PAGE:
With aid expiring, the White House offered a short-term extension Thursday of a $600 weekly unemployment benefit that has helped keep families and the economy afloat during the COVID-19 pandemic, but Democrats rejected it, saying President Donald Trump’s team failed to grasp the severity of the crisis.
Democratic leaders panned the idea in late-night talks at the Capitol, opting to keep the pressure on for a much more expensive and sweeping bill that would deliver aid to state and local governments, help for the poor and funding for schools and colleges to address the pandemic. Without action, the benefit runs out Friday.
“They want to do one small thing that won’t solve the problem,” said top Senate Democrat Chuck Schumer after meeting with Treasury Secretary Steven Mnuchin and White House chief of staff Mark Meadows.
“We have to have a bill, but they just don’t realize how big it has to be,” said House Speaker Nancy Pelosi, D-Calif.
Republicans have been fighting to trim back the $600 jobless benefit in the next coronavirus package, but their resolve weakened with the looming expiration of the popular benefit—and as Trump indicated that he supports keeping the full $600 benefit for now.
“We want a temporary extension of enhanced unemployment benefits,” Trump said at the White House. “This will provide a critical bridge for Americans who lost their jobs to the pandemic through no fault of their own.”
He added: “It has to be substantial.”
During the two-hour meeting at the Capitol, Trump’s team offered a week-long extension. But Democrats have so far rejected a piecemeal approach, saying the next relief bill needs to move as a complete package. The sides agreed to talk again Friday and into the weekend.
Before Trump spoke, top Senate Republican Mitch McConnell adjourned the chamber for the weekend while taking a procedural step that could allow voting on a potential compromise next week. Negotiators for the first time this week reported at least some progress.
“On certain issues we made progress. On certain issues we’re still very far apart,” Mnuchin said after the two-hour meeting in Pelosi’s office. “The speaker and Sen. Schumer said—and we feel the same way—that it is our objective to try to reach an agreement that’s good for the American people.”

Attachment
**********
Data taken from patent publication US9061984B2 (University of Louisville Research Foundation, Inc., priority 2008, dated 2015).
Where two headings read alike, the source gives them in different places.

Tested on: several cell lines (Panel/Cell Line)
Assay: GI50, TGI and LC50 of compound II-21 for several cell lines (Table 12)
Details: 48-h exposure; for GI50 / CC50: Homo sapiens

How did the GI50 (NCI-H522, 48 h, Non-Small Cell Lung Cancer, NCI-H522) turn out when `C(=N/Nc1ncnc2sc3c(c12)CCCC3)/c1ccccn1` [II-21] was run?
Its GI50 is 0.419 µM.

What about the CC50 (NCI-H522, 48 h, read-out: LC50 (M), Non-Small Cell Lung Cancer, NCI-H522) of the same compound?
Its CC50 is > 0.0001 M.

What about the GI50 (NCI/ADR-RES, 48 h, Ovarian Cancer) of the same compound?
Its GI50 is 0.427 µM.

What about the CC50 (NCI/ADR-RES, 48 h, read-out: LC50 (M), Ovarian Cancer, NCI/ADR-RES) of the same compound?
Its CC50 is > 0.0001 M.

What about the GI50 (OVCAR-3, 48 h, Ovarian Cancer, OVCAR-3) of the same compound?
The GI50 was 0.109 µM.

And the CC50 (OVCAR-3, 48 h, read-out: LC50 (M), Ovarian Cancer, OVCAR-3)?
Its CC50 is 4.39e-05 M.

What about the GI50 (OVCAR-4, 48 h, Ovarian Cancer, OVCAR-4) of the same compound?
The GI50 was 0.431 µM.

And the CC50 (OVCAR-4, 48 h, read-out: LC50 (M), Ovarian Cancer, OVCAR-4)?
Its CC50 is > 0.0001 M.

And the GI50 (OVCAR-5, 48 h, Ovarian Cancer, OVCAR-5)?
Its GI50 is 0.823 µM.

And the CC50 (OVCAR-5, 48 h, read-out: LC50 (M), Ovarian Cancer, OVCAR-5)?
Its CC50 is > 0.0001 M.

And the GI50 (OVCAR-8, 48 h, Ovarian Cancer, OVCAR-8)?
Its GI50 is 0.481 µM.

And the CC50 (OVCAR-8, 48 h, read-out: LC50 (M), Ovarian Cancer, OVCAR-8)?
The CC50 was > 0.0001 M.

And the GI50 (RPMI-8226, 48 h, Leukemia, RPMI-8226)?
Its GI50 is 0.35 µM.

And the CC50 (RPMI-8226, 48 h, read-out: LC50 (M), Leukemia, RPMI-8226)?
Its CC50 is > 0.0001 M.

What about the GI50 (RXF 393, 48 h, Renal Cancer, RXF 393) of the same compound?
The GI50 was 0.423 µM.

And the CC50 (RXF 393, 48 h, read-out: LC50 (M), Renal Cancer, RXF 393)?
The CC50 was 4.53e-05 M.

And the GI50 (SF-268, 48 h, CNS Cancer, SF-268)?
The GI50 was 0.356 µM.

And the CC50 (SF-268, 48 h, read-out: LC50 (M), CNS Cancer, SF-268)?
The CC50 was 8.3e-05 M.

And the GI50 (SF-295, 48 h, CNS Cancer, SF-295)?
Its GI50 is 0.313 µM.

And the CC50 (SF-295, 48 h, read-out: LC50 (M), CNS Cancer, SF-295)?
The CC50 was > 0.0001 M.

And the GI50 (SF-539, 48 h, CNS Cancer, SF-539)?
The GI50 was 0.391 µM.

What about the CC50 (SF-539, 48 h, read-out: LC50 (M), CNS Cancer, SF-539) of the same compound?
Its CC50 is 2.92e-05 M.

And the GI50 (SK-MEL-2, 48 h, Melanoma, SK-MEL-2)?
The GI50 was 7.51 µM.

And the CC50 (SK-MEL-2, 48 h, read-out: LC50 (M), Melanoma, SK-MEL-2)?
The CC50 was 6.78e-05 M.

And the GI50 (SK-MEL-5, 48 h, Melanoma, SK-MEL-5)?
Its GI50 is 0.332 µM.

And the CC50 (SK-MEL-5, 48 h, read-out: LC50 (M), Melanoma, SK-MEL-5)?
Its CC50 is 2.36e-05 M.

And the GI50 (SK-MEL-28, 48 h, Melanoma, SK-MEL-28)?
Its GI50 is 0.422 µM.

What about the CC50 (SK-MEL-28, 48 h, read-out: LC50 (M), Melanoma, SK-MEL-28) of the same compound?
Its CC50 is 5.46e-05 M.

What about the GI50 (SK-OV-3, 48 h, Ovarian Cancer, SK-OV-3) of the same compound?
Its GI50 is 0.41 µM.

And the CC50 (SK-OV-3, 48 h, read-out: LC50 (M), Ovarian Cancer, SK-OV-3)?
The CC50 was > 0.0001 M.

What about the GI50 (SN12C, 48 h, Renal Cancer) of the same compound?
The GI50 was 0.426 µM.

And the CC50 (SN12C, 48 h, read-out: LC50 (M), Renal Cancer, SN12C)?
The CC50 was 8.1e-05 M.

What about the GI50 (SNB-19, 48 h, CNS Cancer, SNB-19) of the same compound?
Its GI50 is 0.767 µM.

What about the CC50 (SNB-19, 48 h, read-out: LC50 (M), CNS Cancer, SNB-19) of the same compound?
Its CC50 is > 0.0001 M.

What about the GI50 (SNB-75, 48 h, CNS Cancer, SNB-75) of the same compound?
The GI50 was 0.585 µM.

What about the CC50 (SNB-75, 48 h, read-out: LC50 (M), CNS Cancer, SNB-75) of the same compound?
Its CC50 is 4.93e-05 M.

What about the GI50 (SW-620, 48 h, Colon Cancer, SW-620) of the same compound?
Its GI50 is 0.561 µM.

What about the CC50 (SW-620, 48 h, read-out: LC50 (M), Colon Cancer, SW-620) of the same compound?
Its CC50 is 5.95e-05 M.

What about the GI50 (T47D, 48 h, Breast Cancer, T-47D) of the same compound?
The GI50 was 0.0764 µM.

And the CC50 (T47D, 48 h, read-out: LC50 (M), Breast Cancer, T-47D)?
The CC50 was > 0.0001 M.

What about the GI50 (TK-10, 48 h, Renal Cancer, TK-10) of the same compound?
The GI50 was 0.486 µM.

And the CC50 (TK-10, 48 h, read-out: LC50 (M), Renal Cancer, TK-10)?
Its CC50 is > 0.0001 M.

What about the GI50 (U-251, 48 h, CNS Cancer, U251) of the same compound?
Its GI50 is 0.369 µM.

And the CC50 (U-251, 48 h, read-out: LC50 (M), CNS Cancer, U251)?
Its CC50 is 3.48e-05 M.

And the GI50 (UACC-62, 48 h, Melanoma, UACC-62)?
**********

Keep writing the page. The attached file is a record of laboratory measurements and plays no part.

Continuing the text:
There continues to be agreement among Washington’s top power players that Congress must pass further relief in the coming days and weeks.
Trump is eager for another round of relief, and it’s also a priority for GOP allies like McConnell, as well as Pelosi and Schumer, D-N.Y. Democrats hold a strong negotiating hand—exploiting GOP divisions over whether more aid is even needed—and they are expected to deliver a necessary trove of votes.
Raising the stakes, a bleak government report released Thursday said the economy shrank at a 33% annualized rate in the second quarter of the year, a stark reminder of the economic damage afflicting the country as lawmakers debate the size and scope of new relief.
“This jarring news should compel Congress to move swiftly to provide targeted and temporary assistance to unemployed Americans, employers, and state and local governments, and liability protections for businesses who follow public health guidelines,” said Neal Bradley of the U.S. Chamber of Commerce, the powerful business group.
But bipartisan talks have yet to reach a serious, productive phase. Democrats are playing hardball, insisting on a package that’s far larger than the $1 trillion-plus measure unveiled by McConnell on Monday. Thursday brought more tit-for-tat.
“They won’t engage. Period,” McConnell said as he opened the Senate. “The Democrats are saying, my way or the highway.”
Pelosi and McConnell have an extensive history, however. They often find ways to reach deals, though the process involves intense maneuvering and plenty of cross words.
McConnell showed a willingness in recent days to consider some Democratic priorities, like additional food aid. He and Trump have made plain they are intent on getting a bill.
Schumer continued his daily fusillade against McConnell and Republicans controlling the Senate, noting that McConnell “refuses to go in the room” and join the talks in person, instead transferring ownership of the talks to Meadows, along with Mnuchin, who has been a key architect of previous accords.
In another signal that Republicans are willing to yield on the $600 jobless benefit, Arizona Republican Martha McSally, who is facing a tough reelection race this fall, offered a one-week extension of the benefit on the Senate floor. Schumer blocked the move.
Other stark differences remain between the $3 trillion proposal from Democrats and $1 trillion counter from Republicans. Money for states and cities is a crucial dividing line as local governments plead for help to shore up budgets and prevent deeper layoffs as they incur COVID-19 costs and lost tax revenue in shutdown economies.
It’s clear that Democrats are trying to push an advantage in the negotiations because Republicans are so split over the prospect of additional government spending and jobless benefits. Among the issues sure to gather momentum is a Democratic demand for a 15% increase in food stamp benefits.
Trump appears worried about the expiration of the $600 unemployment benefit boost as well as an expiring federal eviction moratorium on millions of rental units, potentially sending households into devastating turmoil.